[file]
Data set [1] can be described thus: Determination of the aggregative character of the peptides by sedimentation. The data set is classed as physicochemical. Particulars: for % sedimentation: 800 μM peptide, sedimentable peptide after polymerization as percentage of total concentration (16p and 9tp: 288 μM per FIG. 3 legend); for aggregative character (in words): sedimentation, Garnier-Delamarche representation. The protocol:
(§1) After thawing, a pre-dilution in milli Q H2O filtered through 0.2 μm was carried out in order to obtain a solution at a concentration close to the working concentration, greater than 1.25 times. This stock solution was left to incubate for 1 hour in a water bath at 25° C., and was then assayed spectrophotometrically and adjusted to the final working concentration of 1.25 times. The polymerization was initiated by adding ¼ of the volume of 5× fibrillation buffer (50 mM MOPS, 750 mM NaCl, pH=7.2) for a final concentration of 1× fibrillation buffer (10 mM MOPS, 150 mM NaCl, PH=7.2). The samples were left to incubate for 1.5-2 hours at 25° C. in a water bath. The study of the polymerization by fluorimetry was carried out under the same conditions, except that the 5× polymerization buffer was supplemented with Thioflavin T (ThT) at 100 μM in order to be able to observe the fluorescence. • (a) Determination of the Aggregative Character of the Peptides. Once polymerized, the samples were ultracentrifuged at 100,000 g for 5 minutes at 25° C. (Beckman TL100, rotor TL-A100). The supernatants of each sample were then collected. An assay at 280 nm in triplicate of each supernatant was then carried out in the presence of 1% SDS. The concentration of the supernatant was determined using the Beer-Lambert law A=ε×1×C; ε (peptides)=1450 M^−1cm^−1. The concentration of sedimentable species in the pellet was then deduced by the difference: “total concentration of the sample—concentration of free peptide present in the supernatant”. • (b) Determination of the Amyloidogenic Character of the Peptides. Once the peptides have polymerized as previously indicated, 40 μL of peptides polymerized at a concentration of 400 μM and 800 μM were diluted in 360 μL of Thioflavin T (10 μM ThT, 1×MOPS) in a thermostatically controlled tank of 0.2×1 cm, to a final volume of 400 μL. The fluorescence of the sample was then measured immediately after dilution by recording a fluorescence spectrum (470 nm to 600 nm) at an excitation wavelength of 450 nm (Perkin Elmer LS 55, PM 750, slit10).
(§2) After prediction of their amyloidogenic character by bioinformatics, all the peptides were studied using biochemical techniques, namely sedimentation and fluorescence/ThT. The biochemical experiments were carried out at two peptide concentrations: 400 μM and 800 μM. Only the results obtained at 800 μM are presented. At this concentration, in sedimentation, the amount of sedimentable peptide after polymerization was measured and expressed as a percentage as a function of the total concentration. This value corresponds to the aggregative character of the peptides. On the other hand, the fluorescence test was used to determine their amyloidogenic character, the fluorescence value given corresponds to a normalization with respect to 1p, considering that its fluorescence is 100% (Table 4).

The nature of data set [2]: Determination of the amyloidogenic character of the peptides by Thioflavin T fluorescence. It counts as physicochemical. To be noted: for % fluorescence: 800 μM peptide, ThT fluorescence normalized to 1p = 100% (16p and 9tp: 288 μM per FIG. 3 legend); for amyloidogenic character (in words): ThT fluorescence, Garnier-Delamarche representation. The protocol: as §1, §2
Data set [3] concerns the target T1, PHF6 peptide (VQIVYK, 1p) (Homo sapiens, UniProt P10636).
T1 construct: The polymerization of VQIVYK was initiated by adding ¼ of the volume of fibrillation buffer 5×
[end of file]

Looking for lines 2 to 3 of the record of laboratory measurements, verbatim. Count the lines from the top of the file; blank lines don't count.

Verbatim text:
(§1) After thawing, a pre-dilution in milli Q H2O filtered through 0.2 μm was carried out in order to obtain a solution at a concentration close to the working concentration, greater than 1.25 times. This stock solution was left to incubate for 1 hour in a water bath at 25° C., and was then assayed spectrophotometrically and adjusted to the final working concentration of 1.25 times. The polymerization was initiated by adding ¼ of the volume of 5× fibrillation buffer (50 mM MOPS, 750 mM NaCl, pH=7.2) for a final concentration of 1× fibrillation buffer (10 mM MOPS, 150 mM NaCl, PH=7.2). The samples were left to incubate for 1.5-2 hours at 25° C. in a water bath. The study of the polymerization by fluorimetry was carried out under the same conditions, except that the 5× polymerization buffer was supplemented with Thioflavin T (ThT) at 100 μM in order to be able to observe the fluorescence. • (a) Determination of the Aggregative Character of the Peptides. Once polymerized, the samples were ultracentrifuged at 100,000 g for 5 minutes at 25° C. (Beckman TL100, rotor TL-A100). The supernatants of each sample were then collected. An assay at 280 nm in triplicate of each supernatant was then carried out in the presence of 1% SDS. The concentration of the supernatant was determined using the Beer-Lambert law A=ε×1×C; ε (peptides)=1450 M^−1cm^−1. The concentration of sedimentable species in the pellet was then deduced by the difference: “total concentration of the sample—concentration of free peptide present in the supernatant”. • (b) Determination of the Amyloidogenic Character of the Peptides. Once the peptides have polymerized as previously indicated, 40 μL of peptides polymerized at a concentration of 400 μM and 800 μM were diluted in 360 μL of Thioflavin T (10 μM ThT, 1×MOPS) in a thermostatically controlled tank of 0.2×1 cm, to a final volume of 400 μL. The fluorescence of the sample was then measured immediately after dilution by recording a fluorescence spectrum (470 nm to 600 nm) at an excitation wavelength of 450 nm (Perkin Elmer LS 55, PM 750, slit10).
(§2) After prediction of their amyloidogenic character by bioinformatics, all the peptides were studied using biochemical techniques, namely sedimentation and fluorescence/ThT. The biochemical experiments were carried out at two peptide concentrations: 400 μM and 800 μM. Only the results obtained at 800 μM are presented. At this concentration, in sedimentation, the amount of sedimentable peptide after polymerization was measured and expressed as a percentage as a function of the total concentration. This value corresponds to the aggregative character of the peptides. On the other hand, the fluorescence test was used to determine their amyloidogenic character, the fluorescence value given corresponds to a normalization with respect to 1p, considering that its fluorescence is 100% (Table 4).